Eoin Treacy's view -
The U.S. Securities and Exchange Commission requires drillers to calculate the value of their oil reserves every year using average prices from the first trading days in each of the previous 12 months. Because oil didn’t start its freefall to about $45 till after the OPEC meeting in late November, companies in their latest regulatory filings used $95 a barrel to figure out how much oil they could profitably produce and what it’s worth. Of the 12 days that went into the fourth-quarter average, crude was above $90 a barrel on 10 of them.
So Continental Resources Inc., led by billionaire Harold Hamm, reported last month that the present value of its oil and gas operations increased 13 percent last year to $22.8 billion. For Devon Energy Corp., a pioneer of hydraulic fracturing, it jumped 31 percent to $27.9 billion.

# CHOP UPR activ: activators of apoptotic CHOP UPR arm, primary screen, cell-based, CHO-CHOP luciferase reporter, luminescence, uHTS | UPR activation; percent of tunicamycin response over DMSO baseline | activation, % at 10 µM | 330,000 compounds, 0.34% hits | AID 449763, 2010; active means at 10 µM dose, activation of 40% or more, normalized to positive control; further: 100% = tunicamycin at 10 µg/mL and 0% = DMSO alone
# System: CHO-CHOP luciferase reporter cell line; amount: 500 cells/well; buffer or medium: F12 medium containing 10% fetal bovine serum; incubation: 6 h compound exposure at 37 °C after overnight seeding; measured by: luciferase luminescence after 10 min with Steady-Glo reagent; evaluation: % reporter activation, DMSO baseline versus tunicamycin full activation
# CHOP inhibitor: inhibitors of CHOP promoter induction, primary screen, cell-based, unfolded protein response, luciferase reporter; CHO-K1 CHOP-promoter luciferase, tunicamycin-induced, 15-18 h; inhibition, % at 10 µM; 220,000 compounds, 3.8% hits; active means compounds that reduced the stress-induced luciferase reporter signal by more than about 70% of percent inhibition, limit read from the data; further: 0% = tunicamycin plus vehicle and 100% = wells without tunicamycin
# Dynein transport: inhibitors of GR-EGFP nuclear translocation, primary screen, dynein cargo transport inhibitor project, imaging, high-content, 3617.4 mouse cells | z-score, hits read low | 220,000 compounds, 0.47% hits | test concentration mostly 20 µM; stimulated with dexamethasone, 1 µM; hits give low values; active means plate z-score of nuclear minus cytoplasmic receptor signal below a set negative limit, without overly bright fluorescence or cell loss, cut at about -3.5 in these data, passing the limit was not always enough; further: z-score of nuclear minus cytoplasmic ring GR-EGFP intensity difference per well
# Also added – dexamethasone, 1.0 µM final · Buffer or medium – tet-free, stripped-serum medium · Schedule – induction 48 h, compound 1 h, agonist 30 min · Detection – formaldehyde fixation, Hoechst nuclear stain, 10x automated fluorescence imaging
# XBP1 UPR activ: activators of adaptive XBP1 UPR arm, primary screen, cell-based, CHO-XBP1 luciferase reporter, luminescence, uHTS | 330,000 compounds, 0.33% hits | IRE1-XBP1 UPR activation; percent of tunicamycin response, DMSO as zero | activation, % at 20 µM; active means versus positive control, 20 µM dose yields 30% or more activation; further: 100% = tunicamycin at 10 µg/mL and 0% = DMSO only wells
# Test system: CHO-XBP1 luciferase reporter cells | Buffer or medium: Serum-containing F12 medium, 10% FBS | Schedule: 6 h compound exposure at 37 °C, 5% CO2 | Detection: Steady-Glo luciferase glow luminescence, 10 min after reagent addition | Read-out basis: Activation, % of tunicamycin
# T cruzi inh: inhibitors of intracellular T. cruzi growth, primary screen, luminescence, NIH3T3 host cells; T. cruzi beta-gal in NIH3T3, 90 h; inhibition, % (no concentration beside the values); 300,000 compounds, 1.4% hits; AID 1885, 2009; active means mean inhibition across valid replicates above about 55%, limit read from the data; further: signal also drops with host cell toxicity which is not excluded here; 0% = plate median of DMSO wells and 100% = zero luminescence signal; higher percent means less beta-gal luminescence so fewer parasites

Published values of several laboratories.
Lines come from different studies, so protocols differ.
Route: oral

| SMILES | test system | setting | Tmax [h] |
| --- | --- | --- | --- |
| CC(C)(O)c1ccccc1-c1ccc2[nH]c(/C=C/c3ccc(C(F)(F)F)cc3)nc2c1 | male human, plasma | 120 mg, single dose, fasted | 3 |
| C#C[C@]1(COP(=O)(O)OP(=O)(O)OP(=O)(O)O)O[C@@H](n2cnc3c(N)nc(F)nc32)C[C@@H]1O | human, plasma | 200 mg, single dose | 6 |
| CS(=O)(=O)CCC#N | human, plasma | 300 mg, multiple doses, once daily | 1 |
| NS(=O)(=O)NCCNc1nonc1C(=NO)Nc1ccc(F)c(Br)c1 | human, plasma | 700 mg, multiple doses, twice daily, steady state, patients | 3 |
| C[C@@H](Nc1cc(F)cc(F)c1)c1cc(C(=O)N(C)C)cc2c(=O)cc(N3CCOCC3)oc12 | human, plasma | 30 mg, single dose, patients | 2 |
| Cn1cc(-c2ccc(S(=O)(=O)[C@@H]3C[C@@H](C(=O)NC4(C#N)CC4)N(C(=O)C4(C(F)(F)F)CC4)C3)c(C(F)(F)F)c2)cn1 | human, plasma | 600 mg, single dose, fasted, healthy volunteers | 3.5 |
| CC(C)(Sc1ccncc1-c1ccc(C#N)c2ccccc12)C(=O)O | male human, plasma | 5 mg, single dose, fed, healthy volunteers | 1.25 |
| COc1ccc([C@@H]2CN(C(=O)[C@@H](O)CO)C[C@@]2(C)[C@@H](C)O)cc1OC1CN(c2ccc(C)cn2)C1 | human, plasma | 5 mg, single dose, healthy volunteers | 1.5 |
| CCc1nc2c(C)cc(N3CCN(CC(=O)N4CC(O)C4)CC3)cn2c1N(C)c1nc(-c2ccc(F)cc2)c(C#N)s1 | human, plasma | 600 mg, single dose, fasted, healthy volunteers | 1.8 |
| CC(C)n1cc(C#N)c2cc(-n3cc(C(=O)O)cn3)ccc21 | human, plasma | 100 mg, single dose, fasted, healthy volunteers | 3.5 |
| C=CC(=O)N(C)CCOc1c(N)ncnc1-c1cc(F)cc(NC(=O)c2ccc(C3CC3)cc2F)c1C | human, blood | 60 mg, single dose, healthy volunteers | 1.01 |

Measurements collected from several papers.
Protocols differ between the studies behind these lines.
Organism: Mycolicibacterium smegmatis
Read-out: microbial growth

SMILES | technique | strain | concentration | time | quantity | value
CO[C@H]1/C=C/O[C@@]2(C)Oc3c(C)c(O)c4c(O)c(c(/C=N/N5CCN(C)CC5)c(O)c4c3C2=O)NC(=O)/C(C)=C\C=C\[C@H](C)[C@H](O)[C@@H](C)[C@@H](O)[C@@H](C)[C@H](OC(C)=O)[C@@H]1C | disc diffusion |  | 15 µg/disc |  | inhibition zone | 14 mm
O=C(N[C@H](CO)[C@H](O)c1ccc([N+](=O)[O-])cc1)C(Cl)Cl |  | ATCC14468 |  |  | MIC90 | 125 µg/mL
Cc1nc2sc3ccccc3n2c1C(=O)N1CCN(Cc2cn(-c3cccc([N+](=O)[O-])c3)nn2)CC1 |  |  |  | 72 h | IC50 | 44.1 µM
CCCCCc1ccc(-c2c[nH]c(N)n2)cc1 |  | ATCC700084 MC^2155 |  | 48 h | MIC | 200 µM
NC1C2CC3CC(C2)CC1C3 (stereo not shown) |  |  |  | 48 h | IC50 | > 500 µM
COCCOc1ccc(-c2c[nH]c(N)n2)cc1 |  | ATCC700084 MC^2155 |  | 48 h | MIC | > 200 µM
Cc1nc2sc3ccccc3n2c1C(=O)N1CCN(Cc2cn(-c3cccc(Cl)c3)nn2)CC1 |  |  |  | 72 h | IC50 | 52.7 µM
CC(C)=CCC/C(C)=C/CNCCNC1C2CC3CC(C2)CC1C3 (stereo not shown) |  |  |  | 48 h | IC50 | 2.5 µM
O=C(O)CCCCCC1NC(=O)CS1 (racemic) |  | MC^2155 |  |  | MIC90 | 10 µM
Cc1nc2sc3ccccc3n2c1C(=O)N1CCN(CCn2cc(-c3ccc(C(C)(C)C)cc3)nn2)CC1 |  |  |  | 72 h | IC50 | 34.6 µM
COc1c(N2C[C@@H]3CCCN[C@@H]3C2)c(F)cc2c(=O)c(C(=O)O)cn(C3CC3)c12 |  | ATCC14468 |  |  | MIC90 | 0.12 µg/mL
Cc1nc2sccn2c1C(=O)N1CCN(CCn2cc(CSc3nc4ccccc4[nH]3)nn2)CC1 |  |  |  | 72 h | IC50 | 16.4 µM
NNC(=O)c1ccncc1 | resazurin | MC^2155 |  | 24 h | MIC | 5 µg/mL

This year tells a different story. The average price on the first trading days of January, February and March was $51.28 a barrel. That means a lot of pain -- and writedowns -- are in store when drillers’ first-quarter numbers are announced in April and May.
“It has postponed the reckoning,” said Julie Hilt Hannink, head of Energy research at New York-based CFRA, an accounting adviser.
Oil prices have bounced from their January lows but nowhere near enough to alter the average pricing for the year to date. In fact since the pace of the short-term advance has moderated there is an increasing possibility that the short covering rally is over. This opens up potential for a retest of the low. If oil follows anything like the path natural gas took following its 2008 crash, prices could range for a prolonged period. Such an environment would require some major adjustments by the drilling sector.
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